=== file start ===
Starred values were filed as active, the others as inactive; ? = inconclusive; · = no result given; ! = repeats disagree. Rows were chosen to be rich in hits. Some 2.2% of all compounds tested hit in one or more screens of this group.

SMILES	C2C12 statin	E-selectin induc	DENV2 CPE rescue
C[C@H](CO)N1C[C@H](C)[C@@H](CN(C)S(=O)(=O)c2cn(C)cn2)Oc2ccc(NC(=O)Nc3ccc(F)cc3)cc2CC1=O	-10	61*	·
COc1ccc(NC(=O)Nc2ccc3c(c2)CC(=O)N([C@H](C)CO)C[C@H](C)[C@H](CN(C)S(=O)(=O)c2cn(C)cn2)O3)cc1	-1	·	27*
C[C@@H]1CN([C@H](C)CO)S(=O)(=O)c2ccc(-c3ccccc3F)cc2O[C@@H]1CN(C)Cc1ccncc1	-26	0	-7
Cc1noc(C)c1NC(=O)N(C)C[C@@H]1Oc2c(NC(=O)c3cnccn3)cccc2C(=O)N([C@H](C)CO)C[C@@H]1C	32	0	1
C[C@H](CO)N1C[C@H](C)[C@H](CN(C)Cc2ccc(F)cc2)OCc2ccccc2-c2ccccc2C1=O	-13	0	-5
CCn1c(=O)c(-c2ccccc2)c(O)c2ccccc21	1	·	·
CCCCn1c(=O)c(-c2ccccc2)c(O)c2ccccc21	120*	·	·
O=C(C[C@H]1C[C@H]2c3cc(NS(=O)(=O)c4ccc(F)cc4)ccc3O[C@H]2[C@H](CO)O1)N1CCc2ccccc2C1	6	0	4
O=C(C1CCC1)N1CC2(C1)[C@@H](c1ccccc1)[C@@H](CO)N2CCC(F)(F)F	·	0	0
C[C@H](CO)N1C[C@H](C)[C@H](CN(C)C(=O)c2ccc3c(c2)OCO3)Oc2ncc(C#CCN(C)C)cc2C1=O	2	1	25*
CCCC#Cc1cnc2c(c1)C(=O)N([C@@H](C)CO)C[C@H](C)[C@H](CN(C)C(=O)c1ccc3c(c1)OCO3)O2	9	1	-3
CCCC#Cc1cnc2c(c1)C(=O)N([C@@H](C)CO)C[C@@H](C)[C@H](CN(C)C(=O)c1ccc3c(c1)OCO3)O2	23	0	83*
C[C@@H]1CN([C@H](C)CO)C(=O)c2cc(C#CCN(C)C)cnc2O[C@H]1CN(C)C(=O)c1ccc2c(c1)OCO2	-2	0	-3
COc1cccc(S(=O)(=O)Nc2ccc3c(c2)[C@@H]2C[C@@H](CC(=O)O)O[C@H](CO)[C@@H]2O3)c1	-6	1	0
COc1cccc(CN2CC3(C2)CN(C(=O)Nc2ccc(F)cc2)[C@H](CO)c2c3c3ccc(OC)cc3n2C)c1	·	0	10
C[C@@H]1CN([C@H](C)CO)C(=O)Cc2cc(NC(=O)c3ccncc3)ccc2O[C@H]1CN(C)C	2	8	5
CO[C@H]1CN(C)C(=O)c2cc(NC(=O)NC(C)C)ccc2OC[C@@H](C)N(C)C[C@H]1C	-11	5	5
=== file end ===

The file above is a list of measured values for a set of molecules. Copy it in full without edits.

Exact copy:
Starred values were filed as active, the others as inactive; ? = inconclusive; · = no result given; ! = repeats disagree. Rows were chosen to be rich in hits. Some 2.2% of all compounds tested hit in one or more screens of this group.

SMILES	C2C12 statin	E-selectin induc	DENV2 CPE rescue
C[C@H](CO)N1C[C@H](C)[C@@H](CN(C)S(=O)(=O)c2cn(C)cn2)Oc2ccc(NC(=O)Nc3ccc(F)cc3)cc2CC1=O	-10	61*	·
COc1ccc(NC(=O)Nc2ccc3c(c2)CC(=O)N([C@H](C)CO)C[C@H](C)[C@H](CN(C)S(=O)(=O)c2cn(C)cn2)O3)cc1	-1	·	27*
C[C@@H]1CN([C@H](C)CO)S(=O)(=O)c2ccc(-c3ccccc3F)cc2O[C@@H]1CN(C)Cc1ccncc1	-26	0	-7
Cc1noc(C)c1NC(=O)N(C)C[C@@H]1Oc2c(NC(=O)c3cnccn3)cccc2C(=O)N([C@H](C)CO)C[C@@H]1C	32	0	1
C[C@H](CO)N1C[C@H](C)[C@H](CN(C)Cc2ccc(F)cc2)OCc2ccccc2-c2ccccc2C1=O	-13	0	-5
CCn1c(=O)c(-c2ccccc2)c(O)c2ccccc21	1	·	·
CCCCn1c(=O)c(-c2ccccc2)c(O)c2ccccc21	120*	·	·
O=C(C[C@H]1C[C@H]2c3cc(NS(=O)(=O)c4ccc(F)cc4)ccc3O[C@H]2[C@H](CO)O1)N1CCc2ccccc2C1	6	0	4
O=C(C1CCC1)N1CC2(C1)[C@@H](c1ccccc1)[C@@H](CO)N2CCC(F)(F)F	·	0	0
C[C@H](CO)N1C[C@H](C)[C@H](CN(C)C(=O)c2ccc3c(c2)OCO3)Oc2ncc(C#CCN(C)C)cc2C1=O	2	1	25*
CCCC#Cc1cnc2c(c1)C(=O)N([C@@H](C)CO)C[C@H](C)[C@H](CN(C)C(=O)c1ccc3c(c1)OCO3)O2	9	1	-3
CCCC#Cc1cnc2c(c1)C(=O)N([C@@H](C)CO)C[C@@H](C)[C@H](CN(C)C(=O)c1ccc3c(c1)OCO3)O2	23	0	83*
C[C@@H]1CN([C@H](C)CO)C(=O)c2cc(C#CCN(C)C)cnc2O[C@H]1CN(C)C(=O)c1ccc2c(c1)OCO2	-2	0	-3
COc1cccc(S(=O)(=O)Nc2ccc3c(c2)[C@@H]2C[C@@H](CC(=O)O)O[C@H](CO)[C@@H]2O3)c1	-6	1	0
COc1cccc(CN2CC3(C2)CN(C(=O)Nc2ccc(F)cc2)[C@H](CO)c2c3c3ccc(OC)cc3n2C)c1	·	0	10
C[C@@H]1CN([C@H](C)CO)C(=O)Cc2cc(NC(=O)c3ccncc3)ccc2O[C@H]1CN(C)C	2	8	5
CO[C@H]1CN(C)C(=O)c2cc(NC(=O)NC(C)C)ccc2OC[C@@H](C)N(C)C[C@H]1C	-11	5	5